100 and Counting

28 August 2006

Today marks our 100th episode of Philosophy Talk. We're going to throw something of an on-air party to celebrate. We'll have five of our all time favorite guests drop by to wish us well and to tell us what they're currently up to. The five are Anthony Appiah, Anne Ashbaugh, Alison Gopnik, Jenann Ismael and Martha Nussbaum. Plus will try to take lots of calls from listeners about what they'd like to see -- or hear -- us do in the next 100 episodes. It should be lots of fun. Of course, it's going the be kind of hectic getting five guests on and off, along with callers. But hey, it's a party.

If you've got some ideas about what we should tackle in our next 100, let us know. Send us an e-mail or give us a call later today while we're on air. Or comment below on this blog entry.

I've got to scoot soon, to get up to the station, but I wanted to ruminate very briefly both on where we've been and where I personally would like to see the show go.

It's really been quite an experience, first trying to get the show on the radio, then trying to shape the show into a distinctive art form, and then trying to grow the show. When we started out, John and I really had no idea what we were getting ourselves into or what was possible and what was impossible. I really didn't realize what a conservative, risk-averse medium public radio was. Plus I didn't realize how hard it is to make good radio. Nor did I realize how difficult it could be to combine the virtues of radio with the virtues of philosophy.

Philosophy is about long-form, no-holds barred thinking. Radio, even public radio, is mostly about the short-form. That's mostly because of the way people listen to radio -- while they are doing other things, driving from place to place. Hardly anyone does what they call destination or appointment listening. "Oh Philosophy Talk is on. We've got to go sit down and listen!" Just doesn't happen that way, for the most part. We were once criticized on the grounds that we are more intellectually demanding than most radio, that people actually have to listen to us. We're not just pleasant background music.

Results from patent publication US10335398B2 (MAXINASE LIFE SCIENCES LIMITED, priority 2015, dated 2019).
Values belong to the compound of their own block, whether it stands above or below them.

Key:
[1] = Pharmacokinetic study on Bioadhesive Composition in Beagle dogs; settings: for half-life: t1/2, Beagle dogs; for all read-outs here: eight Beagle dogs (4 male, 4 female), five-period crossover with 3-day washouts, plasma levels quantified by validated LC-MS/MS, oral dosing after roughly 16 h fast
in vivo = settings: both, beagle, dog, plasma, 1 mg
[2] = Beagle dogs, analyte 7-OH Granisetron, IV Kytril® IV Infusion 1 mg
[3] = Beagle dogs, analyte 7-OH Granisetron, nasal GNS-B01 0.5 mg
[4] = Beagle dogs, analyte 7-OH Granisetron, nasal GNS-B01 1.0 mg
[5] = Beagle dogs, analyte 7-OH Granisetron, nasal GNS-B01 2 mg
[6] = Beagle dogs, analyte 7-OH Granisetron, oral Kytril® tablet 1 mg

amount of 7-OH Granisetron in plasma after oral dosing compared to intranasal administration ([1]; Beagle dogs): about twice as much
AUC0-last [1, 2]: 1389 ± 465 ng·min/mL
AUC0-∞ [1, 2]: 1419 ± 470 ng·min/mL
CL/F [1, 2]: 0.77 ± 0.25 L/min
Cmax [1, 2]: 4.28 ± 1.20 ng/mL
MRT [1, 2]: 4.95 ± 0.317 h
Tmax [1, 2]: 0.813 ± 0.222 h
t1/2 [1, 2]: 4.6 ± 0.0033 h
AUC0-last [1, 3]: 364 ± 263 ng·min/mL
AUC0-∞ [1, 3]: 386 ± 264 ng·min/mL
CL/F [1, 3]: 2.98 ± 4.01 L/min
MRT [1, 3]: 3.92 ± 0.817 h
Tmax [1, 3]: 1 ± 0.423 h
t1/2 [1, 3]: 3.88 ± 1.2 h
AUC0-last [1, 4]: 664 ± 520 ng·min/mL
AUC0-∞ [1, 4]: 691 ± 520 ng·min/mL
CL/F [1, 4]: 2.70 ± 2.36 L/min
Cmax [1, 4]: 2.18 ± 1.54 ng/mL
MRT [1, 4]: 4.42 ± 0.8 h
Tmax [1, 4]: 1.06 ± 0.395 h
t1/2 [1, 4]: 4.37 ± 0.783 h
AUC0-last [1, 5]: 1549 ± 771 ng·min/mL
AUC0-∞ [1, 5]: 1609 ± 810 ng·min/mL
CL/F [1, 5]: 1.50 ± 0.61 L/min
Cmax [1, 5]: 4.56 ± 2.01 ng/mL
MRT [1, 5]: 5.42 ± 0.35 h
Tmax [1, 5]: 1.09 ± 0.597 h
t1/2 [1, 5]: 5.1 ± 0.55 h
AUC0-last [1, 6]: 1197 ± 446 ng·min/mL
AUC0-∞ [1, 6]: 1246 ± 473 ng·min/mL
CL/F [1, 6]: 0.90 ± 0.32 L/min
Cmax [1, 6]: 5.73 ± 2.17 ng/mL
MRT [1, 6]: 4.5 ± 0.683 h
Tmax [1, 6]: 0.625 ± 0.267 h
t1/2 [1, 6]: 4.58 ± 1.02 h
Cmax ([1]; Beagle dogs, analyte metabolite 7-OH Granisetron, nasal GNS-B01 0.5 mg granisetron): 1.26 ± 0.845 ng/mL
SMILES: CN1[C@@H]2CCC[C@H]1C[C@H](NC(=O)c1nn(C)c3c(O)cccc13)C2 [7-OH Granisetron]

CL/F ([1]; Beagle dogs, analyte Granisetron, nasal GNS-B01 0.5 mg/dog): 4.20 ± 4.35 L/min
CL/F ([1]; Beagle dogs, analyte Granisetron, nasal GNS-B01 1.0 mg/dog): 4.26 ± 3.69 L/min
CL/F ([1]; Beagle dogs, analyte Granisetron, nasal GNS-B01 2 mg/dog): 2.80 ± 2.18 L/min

Well, we take that as a compliment and a challenge. We want to be the most intellectually engaging program on the air. We want to challenge people to listen and think and listen and think some more. But we also want to be entertaining and accessible. I think we're getting better and better at combining the virtues and limits of radio with the virtues and limits of philosophy. It's been quite an experience learning to do so.

That's one of the reasons that I think it will be good for the program to move to Sunday mornings -- though not good for our families. We have more of a chance reaching more people willing to sit and listen and think and listen and think some more that way. In the end, you simply can't do philosophy on the quick, whatever radio demands of you.

It's also one of the reasons I'm very happy that we're about to launch a full scale podcast service. I think when folks can listen at their leisure, anywhere and anytime they chose to listen, we will have a more engaged audience. And the more the audience is engaged, the more ambitious we can be.